Also watch for: Even without Terrelle Pryor lining up under center, this is a loaded position in the conference. Denard Robinson and Dan Persa can also make legitimate claims as the top quarterback in the conference, and Wisconsin newcomer Russell Wilson might get there by the end of the year. This is a conference where Nathan Scheelhaase and Taylor Martinez are competing to even be mentioned in the top five quarterbacks. Big Ten secondaries, beware.


Edwin Baker, Junior, Michigan State

In a Spartan backfield loaded with depth, Baker is the best of the bunch, rushing for over 1,200 yards and 13 TDs in his sophomore campaign. Baker is a low, powerful rusher with some of the best instincts in the conference, and he’ll be counted on to produce even more -- provided he can keep his talented teammates from stealing even more carries in 2011.

Montee Ball, Junior, Wisconsin

Ball gets the nod here just for being a year ahead of his teammate listed below, but the truth is both are going to be major weapons for the Badgers this year. Ball was a hair away from hitting 1,000 yards rushing last year, but his nose for the end zone is impeccable; he scored 18 rushing touchdowns last year, which is even more ridiculous considering half-man, half-truck John Clay was also a Badger last year and scored 14 TDs of his own. 20 touchdowns is totally in play for Ball this year.

Also watch for: All the true sophomores. There's a lot of them. First of all, both Baker and Bell have superlatively talented teammates in their backfields; Ball's partner in crime is reigning Big Ten Freshman of the Year James White, who racked up 1,057 yards and 14 touchdowns as a true freshman. Meanwhile, the Spartans have true sophomore big back Le'Veon Bell, who rushed for 605 yards at 5.7 yards a carry last year. Iowa boasted its own a true freshman breakout star in Marcus Coker, who scorched Missouri for 219 yards and two scores in the Insight Bowl. Penn State's starting tailback Silas Redd was also a true freshman in 2010, looking impressive as he tallied 437 yards (5.7 yards per carry) in relief of since-departed Evan Royster. Ohio State has a trio of workhorses in its backfield in Rod Smith, Jaamal Berry (8.3 ypc as, yep, a true freshman in 2010), and suspended starter Boom Herron. Meanwhile, junior Rex Burkhead (Nebraska) and senior Jason Ford (Illinois) have been significant contributors in the backfield for years, and both have opportunities to put forward a big year.


Derek Moye, Senior, Penn State

Penn State may not have its quarterback situation shored up just yet, but one thing for sure is that whoever steps forward will have the conference's best target to aim at. Moye is 6'5" and fast, and he led the Nittany Lions' receiving corps with 53 catches, 885 yards, and eight TDs -- all team highs last year. Ostensibly, both Rob Bolden and Matt McGloin (PSU's dueling QBs) have an even better rapport with Moye than they did last year, so don't be surprised to see all three of Moye's stats rise in his senior campaign.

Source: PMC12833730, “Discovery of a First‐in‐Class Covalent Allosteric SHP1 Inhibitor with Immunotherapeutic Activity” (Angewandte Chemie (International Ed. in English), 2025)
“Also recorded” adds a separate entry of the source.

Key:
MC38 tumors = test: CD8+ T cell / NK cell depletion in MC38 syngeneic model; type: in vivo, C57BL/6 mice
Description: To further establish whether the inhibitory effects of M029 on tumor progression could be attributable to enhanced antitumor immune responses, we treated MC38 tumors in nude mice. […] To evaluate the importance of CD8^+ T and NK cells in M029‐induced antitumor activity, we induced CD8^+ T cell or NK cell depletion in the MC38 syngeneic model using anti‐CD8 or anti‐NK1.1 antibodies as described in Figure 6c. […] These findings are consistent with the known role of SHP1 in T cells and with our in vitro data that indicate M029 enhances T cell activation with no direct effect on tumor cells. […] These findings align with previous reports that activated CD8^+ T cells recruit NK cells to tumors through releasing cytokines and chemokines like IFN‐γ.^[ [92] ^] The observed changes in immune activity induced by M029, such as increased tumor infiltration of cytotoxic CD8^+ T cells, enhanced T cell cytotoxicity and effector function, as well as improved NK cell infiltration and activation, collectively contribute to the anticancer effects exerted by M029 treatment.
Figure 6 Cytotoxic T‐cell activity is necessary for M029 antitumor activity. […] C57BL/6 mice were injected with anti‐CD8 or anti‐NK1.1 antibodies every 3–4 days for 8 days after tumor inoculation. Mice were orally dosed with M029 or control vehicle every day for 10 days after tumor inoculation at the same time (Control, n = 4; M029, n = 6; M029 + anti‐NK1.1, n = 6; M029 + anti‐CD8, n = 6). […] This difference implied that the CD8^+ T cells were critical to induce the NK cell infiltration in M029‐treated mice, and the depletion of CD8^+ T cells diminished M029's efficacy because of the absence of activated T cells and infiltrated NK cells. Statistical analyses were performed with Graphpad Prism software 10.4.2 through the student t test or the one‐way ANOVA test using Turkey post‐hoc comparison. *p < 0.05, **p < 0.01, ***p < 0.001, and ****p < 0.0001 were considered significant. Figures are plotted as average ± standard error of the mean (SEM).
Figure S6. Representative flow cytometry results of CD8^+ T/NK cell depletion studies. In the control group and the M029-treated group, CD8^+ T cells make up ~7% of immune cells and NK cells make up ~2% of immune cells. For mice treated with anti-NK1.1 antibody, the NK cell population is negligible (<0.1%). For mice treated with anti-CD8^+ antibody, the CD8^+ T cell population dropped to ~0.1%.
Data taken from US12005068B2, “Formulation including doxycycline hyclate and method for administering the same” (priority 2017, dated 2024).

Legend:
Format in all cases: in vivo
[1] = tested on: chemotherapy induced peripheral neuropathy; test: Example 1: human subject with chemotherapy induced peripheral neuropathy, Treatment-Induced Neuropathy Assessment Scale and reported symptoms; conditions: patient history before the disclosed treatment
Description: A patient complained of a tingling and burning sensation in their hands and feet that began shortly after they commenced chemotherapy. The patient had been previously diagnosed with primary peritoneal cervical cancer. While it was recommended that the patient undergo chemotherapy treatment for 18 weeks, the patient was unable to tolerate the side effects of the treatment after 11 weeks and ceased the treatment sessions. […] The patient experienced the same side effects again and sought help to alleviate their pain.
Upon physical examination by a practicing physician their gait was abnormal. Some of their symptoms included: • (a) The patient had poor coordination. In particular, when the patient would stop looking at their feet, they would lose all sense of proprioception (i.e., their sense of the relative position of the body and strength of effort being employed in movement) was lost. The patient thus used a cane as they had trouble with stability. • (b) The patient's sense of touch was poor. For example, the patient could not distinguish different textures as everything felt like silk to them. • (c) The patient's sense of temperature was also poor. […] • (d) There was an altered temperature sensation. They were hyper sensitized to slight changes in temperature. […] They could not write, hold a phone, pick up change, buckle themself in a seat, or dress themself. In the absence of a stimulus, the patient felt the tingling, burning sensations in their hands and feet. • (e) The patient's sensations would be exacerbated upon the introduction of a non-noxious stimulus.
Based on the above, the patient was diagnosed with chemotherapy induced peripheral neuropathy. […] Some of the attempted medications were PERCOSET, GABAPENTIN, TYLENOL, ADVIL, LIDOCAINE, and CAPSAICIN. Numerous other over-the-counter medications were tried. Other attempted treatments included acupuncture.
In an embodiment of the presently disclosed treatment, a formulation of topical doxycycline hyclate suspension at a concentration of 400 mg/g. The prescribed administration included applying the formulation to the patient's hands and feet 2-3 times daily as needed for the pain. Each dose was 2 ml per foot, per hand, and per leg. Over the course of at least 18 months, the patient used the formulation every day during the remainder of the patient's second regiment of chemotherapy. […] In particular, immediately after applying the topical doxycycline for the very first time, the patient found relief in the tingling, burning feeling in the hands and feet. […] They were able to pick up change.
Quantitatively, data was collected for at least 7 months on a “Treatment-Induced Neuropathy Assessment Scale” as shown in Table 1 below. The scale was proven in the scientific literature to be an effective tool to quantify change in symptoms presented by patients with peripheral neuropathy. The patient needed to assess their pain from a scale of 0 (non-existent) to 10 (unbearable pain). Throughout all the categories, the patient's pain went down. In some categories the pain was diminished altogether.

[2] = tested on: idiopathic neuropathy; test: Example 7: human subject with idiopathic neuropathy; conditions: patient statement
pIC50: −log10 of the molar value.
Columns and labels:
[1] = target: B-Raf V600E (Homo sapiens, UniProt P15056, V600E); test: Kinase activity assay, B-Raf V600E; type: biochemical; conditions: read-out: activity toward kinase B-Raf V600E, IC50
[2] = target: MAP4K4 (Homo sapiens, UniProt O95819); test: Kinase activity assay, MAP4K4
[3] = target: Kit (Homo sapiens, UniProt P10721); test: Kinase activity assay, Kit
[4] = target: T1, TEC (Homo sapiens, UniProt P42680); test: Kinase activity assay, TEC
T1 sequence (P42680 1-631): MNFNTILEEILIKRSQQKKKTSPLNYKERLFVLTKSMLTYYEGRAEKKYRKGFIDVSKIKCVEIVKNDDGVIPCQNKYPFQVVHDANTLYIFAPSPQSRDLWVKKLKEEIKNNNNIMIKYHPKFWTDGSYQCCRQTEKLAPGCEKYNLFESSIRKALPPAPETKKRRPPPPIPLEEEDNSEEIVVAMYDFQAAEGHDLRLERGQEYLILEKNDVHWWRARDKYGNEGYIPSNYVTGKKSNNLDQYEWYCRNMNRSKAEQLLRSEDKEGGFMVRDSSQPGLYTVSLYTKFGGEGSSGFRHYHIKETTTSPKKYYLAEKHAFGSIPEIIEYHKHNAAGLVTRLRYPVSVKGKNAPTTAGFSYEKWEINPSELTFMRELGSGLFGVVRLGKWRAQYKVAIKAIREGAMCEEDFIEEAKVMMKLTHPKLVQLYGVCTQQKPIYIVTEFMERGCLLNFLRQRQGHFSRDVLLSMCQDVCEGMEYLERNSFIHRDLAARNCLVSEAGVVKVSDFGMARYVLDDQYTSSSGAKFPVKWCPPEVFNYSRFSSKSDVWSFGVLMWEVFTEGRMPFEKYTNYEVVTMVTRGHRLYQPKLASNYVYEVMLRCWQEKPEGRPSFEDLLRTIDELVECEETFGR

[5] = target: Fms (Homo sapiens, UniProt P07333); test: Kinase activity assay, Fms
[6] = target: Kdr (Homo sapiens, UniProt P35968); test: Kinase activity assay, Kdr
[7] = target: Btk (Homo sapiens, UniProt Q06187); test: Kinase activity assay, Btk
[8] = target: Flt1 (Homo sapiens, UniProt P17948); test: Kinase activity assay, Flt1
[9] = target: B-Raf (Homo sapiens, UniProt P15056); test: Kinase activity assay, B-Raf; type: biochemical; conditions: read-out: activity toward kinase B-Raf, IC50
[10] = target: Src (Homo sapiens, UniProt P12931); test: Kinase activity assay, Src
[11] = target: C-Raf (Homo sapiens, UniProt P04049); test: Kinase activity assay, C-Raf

Marvin McNutt, Senior, Iowa

McNutt first came onto the scene in 2009, when he was listed ahead of returning starter (and future Iowa record-holder in career receptions and receiving yards) Derrell Johnson-Koulianos on Iowa's depth chart coming out of camp. McNutt and Johnson-Koulianos eventually played their way into starting roles alongside each other, but the more surprising aspect was that McNutt -- recruited as a quarterback out of high school, and the Hawkeyes' 3rd stringer under center the year prior -- could work his way into the starting lineup that easily. McNutt quickly emerged as the surest catcher on the team, and his big play ability has put the Hawkeyes' career touchdown reception record in dire jeopardy (he needs just five scores to match Tim Dwight and Danan Hughes at 21).

Also watch for: Jeremy Ebert of Northwestern has a record of production that's as good as just about anybody else in the conference, and his familiarity with Dan Persa is going to be key as Persa continues to work his way back from a torn Achilles tendon. Ohio State wideout DeVier Posey was a favorite target -- by a pretty wide margin -- of Terrelle Pryor, and it's hardly a stretch to think that whoever OSU's new QB might be will depend on Posey often (once Posey comes back from suspension, anyway). 6'5" Indiana WR Damarlo Belcher would probably be in the NFL today if he had held onto a game-winning 4th down pass against Iowa last season. He didn't, the Hawkeyes won, new Hoosiers coach Kevin Wilson convinced Belcher to stay, and here we are. Keshawn Martin and BJ Cunningham should both put up big numbers for Kirk Cousins at MSU.  


Drake Dunsmore, Senior, Northwestern

From a purist's standpoint, Dunsmore is not technically a tight end; he's classified by Northwestern as a "superback," which means he can be found all over the place in the Wildcats' different offensive sets. He fits the same role that a tight end usually does, however, mixing a healthy amount of both blocking and receiving. Think of Dunsmore as Northwestern's Frank Wycheck. Also, think of him as Dan Persa's safety valve, being the second-leading receiver returning to the Wildcats and by far the leader among Big Ten tight ends with 40 receptions in 2010.

Also watch for: If Dunsmore's role as "superback" is too much of a departure from tight end for comfort, Nebraska TE Kyler Reed could easily take Dunsmore's place on this list. Reed's athleticism makes him one of the toughest tight ends to cover in the league, and at 18 yards per reception in 2010, he's proven the ability to move chains as well as any end in the conference. His eight touchdowns (tops among Big Ten TEs) don't hurt either.